Ever helpful Jörg introduced us to Gerhard, a freelance tour guide who leads walking tours of Dortmund’s beer scene. Gerhard explained that Export costs about 12% more to produce than Pilsner. With little taste difference between the two, most breweries opt to brew Pilsner. The three of us would have liked to ask him more questions about the decline and current resurrection of the Export style, but he was actually leading a tour and could only take a few minutes with us.

The old DUB breweriy is being converted into a cultural center
The old DUB brewery is being converted into a cultural center

Eleven hours after first meeting Barry, we called it a night. He traveled home on the train and we went back to our hotel. Hopefully, we’ll be able to share a few pints with Barry again in the future.

It was an interesting experience. Not knowing what to expect from Dortmund, I guess I didn’t expect to meet passionate beer people. How wrong I was. Despite the demise of Export, the people we met really cared about their Dortmunder beer history and culture. They were definitely passionate people who would like Export to be popular once again.


Back in Munich

The walk to Kloster Andechs
The walk to Kloster Andechs

Another long (and fortunately) uneventful day of travel landed us in our favorite beer city, Munich. We used our two days in the Bavarian capitol to recover from jet lag before starting our beer adventures.

We arrived at our hotel in the city center and had just enough time to take a quick shower before jumping on the train to Herrsching. We headed for one of our favorite breweries, Kloster Andechs, something we had been unable to do our last several times in Munich.  We also had a date with our friend Willy,  A-B’s hop guy in Europe who we first met last September.

Apparently the previous week in Munich was full of sun and warm temperatures, but on our first day the weather was chilly and rainy. The rain fell lightly during our train journey until we reached our destination. Exiting the train in a downpour, we dreaded the 45 minute walk to the monastery in heavy rain. But we refused to take the bus, the other means of getting up to the kloster from the train station. Luckily the rain let up a few minutes after leaving the train station and we reached the monastery fairly dry… well except for the sweat running down our faces.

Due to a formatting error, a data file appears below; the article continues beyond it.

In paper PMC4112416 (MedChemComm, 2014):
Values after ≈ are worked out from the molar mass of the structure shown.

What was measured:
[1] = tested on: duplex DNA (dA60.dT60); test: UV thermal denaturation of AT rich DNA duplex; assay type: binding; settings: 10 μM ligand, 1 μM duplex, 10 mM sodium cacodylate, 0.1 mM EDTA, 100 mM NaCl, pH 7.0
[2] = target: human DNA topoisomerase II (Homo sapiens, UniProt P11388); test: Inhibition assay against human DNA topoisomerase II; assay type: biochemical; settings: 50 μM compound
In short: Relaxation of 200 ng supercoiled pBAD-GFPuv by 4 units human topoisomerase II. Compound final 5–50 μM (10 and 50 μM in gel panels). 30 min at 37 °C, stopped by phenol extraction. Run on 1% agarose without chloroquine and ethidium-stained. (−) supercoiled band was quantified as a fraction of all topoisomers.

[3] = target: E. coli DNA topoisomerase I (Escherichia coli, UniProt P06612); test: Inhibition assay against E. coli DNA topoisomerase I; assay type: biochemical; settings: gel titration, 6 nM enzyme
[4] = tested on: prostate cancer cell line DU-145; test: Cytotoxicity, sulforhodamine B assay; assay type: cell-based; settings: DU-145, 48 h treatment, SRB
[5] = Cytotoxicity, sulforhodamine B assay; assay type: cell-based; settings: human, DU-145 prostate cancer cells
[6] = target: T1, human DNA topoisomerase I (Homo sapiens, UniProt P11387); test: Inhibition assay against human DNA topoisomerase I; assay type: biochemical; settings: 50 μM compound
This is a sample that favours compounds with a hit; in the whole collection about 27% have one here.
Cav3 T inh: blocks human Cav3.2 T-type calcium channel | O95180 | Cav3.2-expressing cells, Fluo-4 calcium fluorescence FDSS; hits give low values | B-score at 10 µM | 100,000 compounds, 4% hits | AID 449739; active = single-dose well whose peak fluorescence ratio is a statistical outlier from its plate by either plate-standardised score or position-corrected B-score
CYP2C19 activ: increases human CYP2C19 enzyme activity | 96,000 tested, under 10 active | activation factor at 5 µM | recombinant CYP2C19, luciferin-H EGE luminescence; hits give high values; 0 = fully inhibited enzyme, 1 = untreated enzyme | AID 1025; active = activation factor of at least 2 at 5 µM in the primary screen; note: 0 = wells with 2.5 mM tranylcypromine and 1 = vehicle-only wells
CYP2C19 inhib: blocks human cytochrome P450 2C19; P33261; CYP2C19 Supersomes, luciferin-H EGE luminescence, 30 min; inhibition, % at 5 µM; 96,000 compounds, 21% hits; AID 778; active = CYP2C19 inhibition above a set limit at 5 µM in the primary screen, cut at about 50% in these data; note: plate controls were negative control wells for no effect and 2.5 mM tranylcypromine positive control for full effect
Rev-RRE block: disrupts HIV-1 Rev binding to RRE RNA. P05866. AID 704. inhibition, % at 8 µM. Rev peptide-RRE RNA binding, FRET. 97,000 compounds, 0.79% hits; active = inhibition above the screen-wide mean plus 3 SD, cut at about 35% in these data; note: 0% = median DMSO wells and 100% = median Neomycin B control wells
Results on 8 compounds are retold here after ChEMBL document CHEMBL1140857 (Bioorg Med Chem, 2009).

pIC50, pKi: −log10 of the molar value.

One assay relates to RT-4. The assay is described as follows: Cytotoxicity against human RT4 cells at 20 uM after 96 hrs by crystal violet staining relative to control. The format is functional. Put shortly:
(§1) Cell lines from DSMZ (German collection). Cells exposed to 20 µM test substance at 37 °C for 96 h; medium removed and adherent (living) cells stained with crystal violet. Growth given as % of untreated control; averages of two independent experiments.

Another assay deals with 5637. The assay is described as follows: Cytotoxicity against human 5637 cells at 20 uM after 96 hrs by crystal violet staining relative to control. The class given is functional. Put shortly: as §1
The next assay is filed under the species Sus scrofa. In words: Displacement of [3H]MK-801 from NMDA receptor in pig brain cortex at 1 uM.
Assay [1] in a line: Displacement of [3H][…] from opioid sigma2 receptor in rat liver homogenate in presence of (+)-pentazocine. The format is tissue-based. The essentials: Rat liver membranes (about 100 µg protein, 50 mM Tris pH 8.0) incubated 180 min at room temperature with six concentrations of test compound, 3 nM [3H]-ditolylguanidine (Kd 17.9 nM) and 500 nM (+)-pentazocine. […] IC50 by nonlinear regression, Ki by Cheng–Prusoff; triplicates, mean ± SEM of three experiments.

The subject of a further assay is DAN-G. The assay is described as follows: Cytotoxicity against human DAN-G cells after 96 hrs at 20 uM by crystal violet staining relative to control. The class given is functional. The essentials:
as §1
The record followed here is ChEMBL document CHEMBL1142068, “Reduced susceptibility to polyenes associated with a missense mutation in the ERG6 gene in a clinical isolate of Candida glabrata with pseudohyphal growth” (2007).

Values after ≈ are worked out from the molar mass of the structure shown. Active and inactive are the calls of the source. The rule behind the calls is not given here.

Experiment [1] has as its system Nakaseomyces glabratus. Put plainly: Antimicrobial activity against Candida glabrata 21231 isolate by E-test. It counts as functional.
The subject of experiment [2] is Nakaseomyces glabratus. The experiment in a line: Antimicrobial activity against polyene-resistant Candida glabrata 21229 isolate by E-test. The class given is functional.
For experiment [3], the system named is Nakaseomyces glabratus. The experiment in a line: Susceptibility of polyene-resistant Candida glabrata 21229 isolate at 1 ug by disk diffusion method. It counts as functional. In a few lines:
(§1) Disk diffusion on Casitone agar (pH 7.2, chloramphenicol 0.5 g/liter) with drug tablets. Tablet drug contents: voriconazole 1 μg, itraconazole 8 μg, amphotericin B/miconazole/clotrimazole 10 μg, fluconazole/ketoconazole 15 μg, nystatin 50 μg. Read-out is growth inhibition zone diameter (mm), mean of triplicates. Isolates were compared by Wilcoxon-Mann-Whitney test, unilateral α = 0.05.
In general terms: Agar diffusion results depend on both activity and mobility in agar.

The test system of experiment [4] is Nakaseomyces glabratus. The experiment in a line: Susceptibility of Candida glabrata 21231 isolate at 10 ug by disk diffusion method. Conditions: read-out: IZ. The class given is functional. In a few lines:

Enjoying a Dunkel at Kloster Andechs
Enjoying pickles, dampfnudel and our Dunkels at Kloster Andechs

We quickly found Willy and decided to sit outside in the covered part of the beer garden. The hot, steamy and loud braustüble was not a good jet lag recovery atmosphere. Once situated outside, I went for a round of beers while Willy headed to get some food.

It was good to be back at Andechs after a three year absence. As we caught up with Willy, we enjoyed the Andechs beer offerings, Helles, Dunkel and Doppelbock.  We even tried the Apfelweiß, a  mixture of apple juice and Weißbeer. Not a lover of beer cocktails, adding apple juice to Weißbeer seemed to me to be a good way to ruin a perfectly good beer.  Luckily, Willy ordered it so my manhood never came into question.

With our evening complete, it was time to head back to Munich for some much needed sleep.

Sunday’s weather dawned better, which was important because the plan was to visit two beer gardens new to us. On the advice of Willy, we also added a third. The Königlicher Hirschgarten, an Augustiner beer garden a short S-Bahn ride outside of central Munich.

Löwenbräu Keller